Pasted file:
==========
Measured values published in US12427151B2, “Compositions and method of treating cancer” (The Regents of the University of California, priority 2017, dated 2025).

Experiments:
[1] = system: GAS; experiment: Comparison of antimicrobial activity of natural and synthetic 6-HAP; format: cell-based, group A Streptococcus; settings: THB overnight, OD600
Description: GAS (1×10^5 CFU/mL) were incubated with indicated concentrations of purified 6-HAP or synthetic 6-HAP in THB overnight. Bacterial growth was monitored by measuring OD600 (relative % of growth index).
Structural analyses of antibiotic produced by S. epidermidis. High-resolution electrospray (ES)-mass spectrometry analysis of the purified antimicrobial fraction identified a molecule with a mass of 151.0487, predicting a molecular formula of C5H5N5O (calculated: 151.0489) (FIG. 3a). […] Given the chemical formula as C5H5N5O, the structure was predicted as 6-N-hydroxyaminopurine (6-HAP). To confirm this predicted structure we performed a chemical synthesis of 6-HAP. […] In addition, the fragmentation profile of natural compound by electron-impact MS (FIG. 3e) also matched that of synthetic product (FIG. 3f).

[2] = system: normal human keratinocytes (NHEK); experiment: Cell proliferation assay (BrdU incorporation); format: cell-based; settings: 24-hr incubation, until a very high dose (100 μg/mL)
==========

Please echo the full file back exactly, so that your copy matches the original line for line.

Measured values published in US12427151B2, “Compositions and method of treating cancer” (The Regents of the University of California, priority 2017, dated 2025).

Experiments:
[1] = system: GAS; experiment: Comparison of antimicrobial activity of natural and synthetic 6-HAP; format: cell-based, group A Streptococcus; settings: THB overnight, OD600
Description: GAS (1×10^5 CFU/mL) were incubated with indicated concentrations of purified 6-HAP or synthetic 6-HAP in THB overnight. Bacterial growth was monitored by measuring OD600 (relative % of growth index).
Structural analyses of antibiotic produced by S. epidermidis. High-resolution electrospray (ES)-mass spectrometry analysis of the purified antimicrobial fraction identified a molecule with a mass of 151.0487, predicting a molecular formula of C5H5N5O (calculated: 151.0489) (FIG. 3a). […] Given the chemical formula as C5H5N5O, the structure was predicted as 6-N-hydroxyaminopurine (6-HAP). To confirm this predicted structure we performed a chemical synthesis of 6-HAP. […] In addition, the fragmentation profile of natural compound by electron-impact MS (FIG. 3e) also matched that of synthetic product (FIG. 3f).

[2] = system: normal human keratinocytes (NHEK); experiment: Cell proliferation assay (BrdU incorporation); format: cell-based; settings: 24-hr incubation, until a very high dose (100 μg/mL)